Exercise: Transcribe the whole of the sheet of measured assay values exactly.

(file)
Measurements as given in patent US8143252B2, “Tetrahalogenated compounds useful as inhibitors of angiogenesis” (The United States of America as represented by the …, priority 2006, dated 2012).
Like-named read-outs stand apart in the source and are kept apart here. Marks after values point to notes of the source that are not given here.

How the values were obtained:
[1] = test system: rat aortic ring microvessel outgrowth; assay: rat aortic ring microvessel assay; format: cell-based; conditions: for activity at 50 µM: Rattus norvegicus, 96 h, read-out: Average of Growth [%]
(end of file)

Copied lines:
Measurements as given in patent US8143252B2, “Tetrahalogenated compounds useful as inhibitors of angiogenesis” (The United States of America as represented by the …, priority 2006, dated 2012).
Like-named read-outs stand apart in the source and are kept apart here. Marks after values point to notes of the source that are not given here.

How the values were obtained:
[1] = test system: rat aortic ring microvessel outgrowth; assay: rat aortic ring microvessel assay; format: cell-based; conditions: for activity at 50 µM: Rattus norvegicus, 96 h, read-out: Average of Growth [%]